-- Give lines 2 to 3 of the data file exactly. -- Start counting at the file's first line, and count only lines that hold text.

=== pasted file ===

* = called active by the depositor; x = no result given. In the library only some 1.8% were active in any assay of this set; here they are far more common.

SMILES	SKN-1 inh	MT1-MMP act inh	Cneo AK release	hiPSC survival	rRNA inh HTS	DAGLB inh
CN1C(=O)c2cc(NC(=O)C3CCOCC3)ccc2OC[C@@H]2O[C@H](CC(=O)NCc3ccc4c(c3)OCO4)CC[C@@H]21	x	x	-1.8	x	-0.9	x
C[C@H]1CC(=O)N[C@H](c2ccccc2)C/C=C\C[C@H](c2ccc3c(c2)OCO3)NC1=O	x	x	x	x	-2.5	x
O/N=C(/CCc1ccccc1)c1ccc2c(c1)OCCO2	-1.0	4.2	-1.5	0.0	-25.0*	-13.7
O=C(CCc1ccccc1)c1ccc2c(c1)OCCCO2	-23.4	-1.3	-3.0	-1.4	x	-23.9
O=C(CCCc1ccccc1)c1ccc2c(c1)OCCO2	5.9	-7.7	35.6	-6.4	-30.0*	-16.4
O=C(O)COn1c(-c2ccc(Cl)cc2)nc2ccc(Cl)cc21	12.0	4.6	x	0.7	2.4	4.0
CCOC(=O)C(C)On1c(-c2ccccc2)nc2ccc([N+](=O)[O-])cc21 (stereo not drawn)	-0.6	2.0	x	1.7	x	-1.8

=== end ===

SMILES	SKN-1 inh	MT1-MMP act inh	Cneo AK release	hiPSC survival	rRNA inh HTS	DAGLB inh
CN1C(=O)c2cc(NC(=O)C3CCOCC3)ccc2OC[C@@H]2O[C@H](CC(=O)NCc3ccc4c(c3)OCO4)CC[C@@H]21	x	x	-1.8	x	-0.9	x